Batteries are containers that store energy. This energy self discharges as time goes on. The longer the battery sits unused, the more energy that is lost. It does not have to be hooked up for this to happen and it has to be offset by putting more energy back in.
Typically in a car the alternator puts this energy back in as you drive. Depending on the size of the battery and the strength of the alternator is how long it takes. The RPM of the motor typically has to be up around 2000RPM for the alternator to deliver the amperage the battery needs to charge. This can take up to 30 minutes. This is why it is recommended to drive at higher speeds for longer, to give everything a chance to do the best it can.
Just starting the car up once a month for 10 minutes will eventually lead to battery failure. By starting it you have drained more energy from the battery. Now at idle speed the alternator is expected to not only put back the energy it just used to start the car, it has to put back what self discharged energy was lost while it was sitting. The alternator can not do this at those RPM’s for that length of time, leaving the battery to continue to be in a weaker state, eventually leading to failure.
A battery charger is the way to combat this. If you were to put a decent quality battery charger on the battery once a month overnight, it can put that lost energy back into the battery much better, and it will keep your battery at it’s maximum lifespan.
There is a difference between a battery charger and a battery maintainer. Much like it sounds, a battery maintainer only keeps the battery at it’s current state of charge. If the battery is charged up to 100% when the maintainer is put on, it keeps the battery at 100%. If the battery maintainer is put on at 80% state of charge, it is not typically strong enough to bring it up to 100%, it usually only maintains it at 80%. While this is a good thing, it is not as good as keeping the battery at 100%.
A good way to get the most you can from a stored battery is to use a decent battery charger that switches from charging to maintaining automatically. Something like the Genius 5 from Noco will do just that.
For motorcycle and quad batteries, they are much smaller than a car battery, and need less strength from a charger. While your car battery will appreciate 5 amps of charge/maintainer, your smaller battery will be happy with less than 1 amp. You can put the maintainer on in the off season and just leave it on and it will keep your smaller battery charged all winter. You don’t have to leave it on, you can unplug it for a week and then put it back on for a night, and do that for the entire off season, whichever way works better for you.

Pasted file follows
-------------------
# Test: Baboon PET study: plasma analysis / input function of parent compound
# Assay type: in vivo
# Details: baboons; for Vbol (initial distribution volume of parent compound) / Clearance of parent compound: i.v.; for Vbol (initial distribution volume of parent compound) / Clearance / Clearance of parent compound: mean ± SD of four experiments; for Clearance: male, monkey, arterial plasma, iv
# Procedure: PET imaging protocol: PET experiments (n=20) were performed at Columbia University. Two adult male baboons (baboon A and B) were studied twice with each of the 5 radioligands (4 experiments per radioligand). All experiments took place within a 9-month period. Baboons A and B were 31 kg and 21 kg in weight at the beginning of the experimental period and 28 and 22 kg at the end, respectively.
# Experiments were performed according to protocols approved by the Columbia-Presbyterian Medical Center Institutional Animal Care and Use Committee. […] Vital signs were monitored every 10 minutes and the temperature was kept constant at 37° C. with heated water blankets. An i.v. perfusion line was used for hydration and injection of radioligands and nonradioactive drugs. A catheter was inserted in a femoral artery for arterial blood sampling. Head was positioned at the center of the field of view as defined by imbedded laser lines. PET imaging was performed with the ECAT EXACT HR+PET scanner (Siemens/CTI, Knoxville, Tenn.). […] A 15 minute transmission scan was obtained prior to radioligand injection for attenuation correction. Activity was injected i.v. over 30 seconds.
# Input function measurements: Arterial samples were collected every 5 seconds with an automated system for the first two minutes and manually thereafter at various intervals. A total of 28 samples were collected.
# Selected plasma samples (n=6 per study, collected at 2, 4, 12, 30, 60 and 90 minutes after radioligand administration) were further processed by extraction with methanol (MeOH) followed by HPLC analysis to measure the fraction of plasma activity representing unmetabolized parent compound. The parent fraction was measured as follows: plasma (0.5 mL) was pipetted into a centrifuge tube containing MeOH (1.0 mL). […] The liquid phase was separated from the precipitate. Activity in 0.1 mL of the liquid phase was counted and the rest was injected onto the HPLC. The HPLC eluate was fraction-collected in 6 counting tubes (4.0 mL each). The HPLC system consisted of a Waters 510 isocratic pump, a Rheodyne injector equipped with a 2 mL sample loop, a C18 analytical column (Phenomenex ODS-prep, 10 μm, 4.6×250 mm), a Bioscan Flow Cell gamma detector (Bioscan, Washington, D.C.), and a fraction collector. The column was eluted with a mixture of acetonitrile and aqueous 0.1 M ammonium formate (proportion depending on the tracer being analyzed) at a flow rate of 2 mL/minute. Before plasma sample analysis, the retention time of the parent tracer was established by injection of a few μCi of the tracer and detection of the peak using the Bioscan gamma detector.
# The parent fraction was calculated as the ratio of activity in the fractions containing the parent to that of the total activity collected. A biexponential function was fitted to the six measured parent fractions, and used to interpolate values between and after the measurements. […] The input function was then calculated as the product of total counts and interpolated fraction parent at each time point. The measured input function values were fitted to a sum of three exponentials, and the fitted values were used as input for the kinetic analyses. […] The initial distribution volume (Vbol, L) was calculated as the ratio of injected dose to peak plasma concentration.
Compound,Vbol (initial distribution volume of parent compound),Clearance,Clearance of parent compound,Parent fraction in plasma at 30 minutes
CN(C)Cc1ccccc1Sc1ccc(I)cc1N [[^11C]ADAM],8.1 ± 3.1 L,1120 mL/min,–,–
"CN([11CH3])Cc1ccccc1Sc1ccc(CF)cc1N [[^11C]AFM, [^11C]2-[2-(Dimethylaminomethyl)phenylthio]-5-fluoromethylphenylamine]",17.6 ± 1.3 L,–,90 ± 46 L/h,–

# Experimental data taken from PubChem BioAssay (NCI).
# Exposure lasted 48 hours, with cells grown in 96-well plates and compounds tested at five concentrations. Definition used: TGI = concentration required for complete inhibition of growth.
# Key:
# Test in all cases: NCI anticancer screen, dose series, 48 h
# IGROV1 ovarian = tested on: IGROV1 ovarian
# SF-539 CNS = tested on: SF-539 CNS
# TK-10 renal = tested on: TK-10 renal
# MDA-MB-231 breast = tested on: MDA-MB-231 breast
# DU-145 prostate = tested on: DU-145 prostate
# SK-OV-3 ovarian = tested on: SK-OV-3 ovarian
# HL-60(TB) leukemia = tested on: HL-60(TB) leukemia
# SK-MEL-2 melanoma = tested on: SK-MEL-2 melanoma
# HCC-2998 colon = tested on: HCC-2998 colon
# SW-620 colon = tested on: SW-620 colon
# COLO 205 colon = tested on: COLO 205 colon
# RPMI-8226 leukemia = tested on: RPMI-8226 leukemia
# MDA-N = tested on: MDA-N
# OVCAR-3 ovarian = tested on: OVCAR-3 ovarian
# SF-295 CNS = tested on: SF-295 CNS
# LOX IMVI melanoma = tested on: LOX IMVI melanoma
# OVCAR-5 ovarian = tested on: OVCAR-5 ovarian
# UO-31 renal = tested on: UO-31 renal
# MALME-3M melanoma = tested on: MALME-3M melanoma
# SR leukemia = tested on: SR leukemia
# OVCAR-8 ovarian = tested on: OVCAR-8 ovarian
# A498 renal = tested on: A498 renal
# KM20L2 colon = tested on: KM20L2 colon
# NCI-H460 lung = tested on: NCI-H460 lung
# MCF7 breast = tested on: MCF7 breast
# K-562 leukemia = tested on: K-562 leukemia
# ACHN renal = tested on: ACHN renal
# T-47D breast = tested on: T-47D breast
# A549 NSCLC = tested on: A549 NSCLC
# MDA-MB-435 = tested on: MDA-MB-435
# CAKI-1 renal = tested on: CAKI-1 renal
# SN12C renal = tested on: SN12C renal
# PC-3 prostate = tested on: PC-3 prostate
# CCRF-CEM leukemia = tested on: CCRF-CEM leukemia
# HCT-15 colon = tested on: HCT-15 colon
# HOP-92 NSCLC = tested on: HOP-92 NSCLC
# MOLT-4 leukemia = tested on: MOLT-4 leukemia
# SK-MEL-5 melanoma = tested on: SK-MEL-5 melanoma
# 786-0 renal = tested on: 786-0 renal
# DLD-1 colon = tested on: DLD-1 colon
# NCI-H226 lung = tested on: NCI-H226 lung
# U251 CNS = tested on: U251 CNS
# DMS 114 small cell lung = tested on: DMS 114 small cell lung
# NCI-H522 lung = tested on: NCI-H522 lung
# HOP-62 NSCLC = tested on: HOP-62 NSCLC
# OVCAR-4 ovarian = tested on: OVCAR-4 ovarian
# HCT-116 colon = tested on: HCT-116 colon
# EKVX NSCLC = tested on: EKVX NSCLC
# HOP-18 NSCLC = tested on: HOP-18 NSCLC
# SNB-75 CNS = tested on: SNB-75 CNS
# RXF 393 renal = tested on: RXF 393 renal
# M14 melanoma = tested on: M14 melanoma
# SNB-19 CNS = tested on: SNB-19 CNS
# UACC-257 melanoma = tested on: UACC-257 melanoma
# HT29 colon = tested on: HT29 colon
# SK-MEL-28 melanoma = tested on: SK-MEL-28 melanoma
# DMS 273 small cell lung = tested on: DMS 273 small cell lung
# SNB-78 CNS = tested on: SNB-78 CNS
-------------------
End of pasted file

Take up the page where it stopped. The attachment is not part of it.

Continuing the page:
When it comes to deep cycle batteries like in your RV it is the same system but higher power going in. It takes about 15 to 20 amps of charge to give a lot of energy back to the battery. Most RV’s have a built in chargers at something like 30 or 40 amps. If you can plug in for a night every couple of weeks in the off season this is ideal. You can leave it plugged in all winter, the only danger is if your built in charger malfunctions and continues to charge the batteries when they are full, it can lead to destroying the batteries.
If you can’t plug in then an alternate method must be used. You can use an independent battery charger of sufficient strength plugged into a generator. This isn’t ideal, but is better than nothing. The last 20% of charging takes a long time and uses a lot of gas, so it’s generally best to shut it off at the 80% mark and then when you can plug in, do so. Also if the generator has a built in DC port they typically aren’t that great. You are better off to plug a decent battery charger into the AC outlet.
Solar is another option. It doesn’t work very well in the winter, and even in the summer you need enough watts to give it an actual deep charge, but anything is better than nothing. To get 20 amps of charge from solar you would need about 400 watts of panels. This is for one pair of six volt batteries.
Batteries do not like cold, and they do not like heat. It does help to have solar even in the winter as any current going through the batteries will help keep them from freezing.
Wheelchairs and mobility scooters and electric mopeds are also things that have batteries not in use year round. They too need to have their batteries kept in good condition by charging them up. For these ones plugging the charger that comes with them in once a week or even once a month is a good idea. When the green light comes on saying that they are charged up, unplug it, and then plug it back in periodically to keep them topped up.
There is a distinct difference in the type of battery you have and how long it takes to charge. A starting battery like in your car does not take as long to charge because it is typically not as drained as “deep” as a deep cycle battery. Same for motorcycle and quad batteries.
On the other hand applications with deep cycle batteries in them like your RV, or wheelchair, or electric scooter will indeed take longer as they are drained more “deeply” than the starting type. Another big factor is how many amps the charger you are using has. If it is a small amp charger it will take a lot longer than a big amp charger.
No matter what batteries you have, car, truck, quad, scooter or lead acid or AGM, they all lose energy when stored, and even more when there is a small drain from say the cars computer, all of them need to have that energy put back in or the batteries health will deteriorate.
Here at Pacific Batteries we can explain to you all of your options to keep your batteries healthy and happy.